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    Anecdotal Observations On History & Politics

    Entries in VP (6)


    "INSIDE THE EAGLETON AFFAIR" Documentary: When a VP Selection Went Terribly Wrong

    Before there was the controversial Sarah Palin pick in 2008, there was Thomas Eagleton, George McGovern’s ill-fated selection in 1972. The Eagleton affair, in fact, ultimately changed how vice-presidential running mates are now made.

    With political watchers on veepstakes alert for Mitt Romney’s eventual VP pick, below a mini-documentary on the Eagleton affair.

    A little backstory: When McGovern arrived at the Democratic convention in Miami during the summer of '72, his campaign priority was to fend off rival Hubert Humphrey's last-ditch attempt to win the nomination through an obscure rule change. Picking a running mate was relegated to the backburner. After officially gaining the nod, McGovern was left with only an hour and a half to choose a No. 2 -- and he hastily settled on Sen. Thomas Eagleton (D-MO), a man with whom McGovern had only spoken twice.

    "Vetting" the candidate was an afterthought, a decision that came to exemplify VP selection gone bad. 

    Watch my documentary for the full behind-the-scenes story on NBC's First Read Blog or below:



    Uneasy Allies: William McKinley, Teddy Roosevelt & A Twist of Fate

    Theodore Roosevelt's legacy has largely overshadowed that of President William McKinley, under whom he served as Vice President before ascending to the job himself. But despite his popularity at the time, his inclusion on the GOP ticket in 1900 was not exactly welcomed with open arms.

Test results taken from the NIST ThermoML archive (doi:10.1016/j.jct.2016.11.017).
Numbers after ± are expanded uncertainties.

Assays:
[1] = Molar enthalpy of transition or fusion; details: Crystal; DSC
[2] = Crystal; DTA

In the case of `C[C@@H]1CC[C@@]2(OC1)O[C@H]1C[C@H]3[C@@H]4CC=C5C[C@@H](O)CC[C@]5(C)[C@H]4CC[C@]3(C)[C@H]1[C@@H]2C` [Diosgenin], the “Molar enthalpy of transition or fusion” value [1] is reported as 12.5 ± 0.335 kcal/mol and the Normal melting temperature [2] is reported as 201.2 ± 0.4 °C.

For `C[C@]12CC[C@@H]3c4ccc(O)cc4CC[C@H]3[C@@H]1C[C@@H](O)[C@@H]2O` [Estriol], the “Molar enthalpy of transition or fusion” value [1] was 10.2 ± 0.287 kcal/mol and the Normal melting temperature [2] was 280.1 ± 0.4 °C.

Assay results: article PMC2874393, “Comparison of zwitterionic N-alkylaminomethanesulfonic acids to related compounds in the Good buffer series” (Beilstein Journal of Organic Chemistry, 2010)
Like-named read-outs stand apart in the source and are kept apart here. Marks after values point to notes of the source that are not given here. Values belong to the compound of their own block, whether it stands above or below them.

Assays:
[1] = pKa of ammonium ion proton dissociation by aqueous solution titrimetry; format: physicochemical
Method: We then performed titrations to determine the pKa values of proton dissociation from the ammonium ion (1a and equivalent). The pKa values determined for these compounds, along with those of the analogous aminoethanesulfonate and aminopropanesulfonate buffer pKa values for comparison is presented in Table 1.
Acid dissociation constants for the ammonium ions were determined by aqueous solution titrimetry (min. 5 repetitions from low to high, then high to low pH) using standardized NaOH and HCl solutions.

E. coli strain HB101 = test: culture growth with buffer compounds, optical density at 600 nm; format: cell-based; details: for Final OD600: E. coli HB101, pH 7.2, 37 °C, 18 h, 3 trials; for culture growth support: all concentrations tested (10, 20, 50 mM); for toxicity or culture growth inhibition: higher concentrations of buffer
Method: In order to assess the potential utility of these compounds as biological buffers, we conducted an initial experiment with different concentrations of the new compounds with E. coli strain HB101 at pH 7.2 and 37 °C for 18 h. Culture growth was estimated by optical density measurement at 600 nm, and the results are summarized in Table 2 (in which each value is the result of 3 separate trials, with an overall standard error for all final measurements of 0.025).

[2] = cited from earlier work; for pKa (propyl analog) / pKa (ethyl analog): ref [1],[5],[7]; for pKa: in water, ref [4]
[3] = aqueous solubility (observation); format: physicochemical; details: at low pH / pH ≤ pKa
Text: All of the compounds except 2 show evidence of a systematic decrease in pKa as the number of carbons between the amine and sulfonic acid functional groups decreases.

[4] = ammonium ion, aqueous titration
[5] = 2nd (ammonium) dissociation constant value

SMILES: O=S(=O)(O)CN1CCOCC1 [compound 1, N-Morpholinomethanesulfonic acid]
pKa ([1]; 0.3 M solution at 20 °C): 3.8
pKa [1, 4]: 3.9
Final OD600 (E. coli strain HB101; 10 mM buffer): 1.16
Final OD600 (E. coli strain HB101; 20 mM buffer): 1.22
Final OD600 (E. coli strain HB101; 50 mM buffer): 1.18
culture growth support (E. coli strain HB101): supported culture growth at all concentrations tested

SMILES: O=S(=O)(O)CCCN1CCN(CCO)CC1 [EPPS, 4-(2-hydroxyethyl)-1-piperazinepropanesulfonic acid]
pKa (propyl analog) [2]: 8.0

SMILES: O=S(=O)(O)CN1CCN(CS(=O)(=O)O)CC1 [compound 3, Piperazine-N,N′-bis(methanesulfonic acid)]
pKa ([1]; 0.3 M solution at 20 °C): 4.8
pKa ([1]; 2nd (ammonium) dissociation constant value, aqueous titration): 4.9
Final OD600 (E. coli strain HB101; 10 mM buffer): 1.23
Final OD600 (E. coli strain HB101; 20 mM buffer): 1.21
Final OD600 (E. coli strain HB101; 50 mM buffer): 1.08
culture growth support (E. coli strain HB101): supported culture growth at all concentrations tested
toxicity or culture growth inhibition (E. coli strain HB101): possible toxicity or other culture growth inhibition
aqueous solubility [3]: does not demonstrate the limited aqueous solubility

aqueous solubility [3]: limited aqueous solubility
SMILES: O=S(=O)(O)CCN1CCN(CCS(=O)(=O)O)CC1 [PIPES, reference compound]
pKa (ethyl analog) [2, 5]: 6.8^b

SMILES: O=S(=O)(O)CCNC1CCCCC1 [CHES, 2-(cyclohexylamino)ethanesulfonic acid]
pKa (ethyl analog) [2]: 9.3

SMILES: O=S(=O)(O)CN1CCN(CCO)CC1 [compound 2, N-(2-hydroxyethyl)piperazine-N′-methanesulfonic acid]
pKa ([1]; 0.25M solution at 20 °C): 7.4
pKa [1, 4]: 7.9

After the persistent lobbying of Henry Cabot Lodge Sr., who thought TR would strengthen the ticket after the death of then-VP Garrett Hobart, Roosevelt was compelled to publicly decline the offer of the Vice Presidency. Stating to the press, "it is proper for me to state that under no circumstances could I or would I accept the nomination for the vice-presidency," Roosevelt appeared to be firmly against the idea, however he sent Nicholas Butler to speak to McKinley and gauge his support. In his book Across the Busy Years, Butler told the story of his meeting with the President: 

    After laughing with me a little about some of T. R.'s characteristics, [McKinley] told me to talk the matter over with Senator Hanna. The Senator was explosive and abundant in expletives. He banged on the table and said that he proposed to control the Philadelphia convention absolutely and that under no circumstances would or could T. R. be nominated for the Vice-Presidency. He, Senator Hanna, would not have it. 

    Word that neither President McKinley nor his closest political ally, Mark Hanna, believed that Roosevelt was suitable for the office soon reached TR.  It clearly irked him "to find in how little political esteem he was held by the President and Senator Hanna," and he was soon whistling a different tune: he would reconsider seeking the office.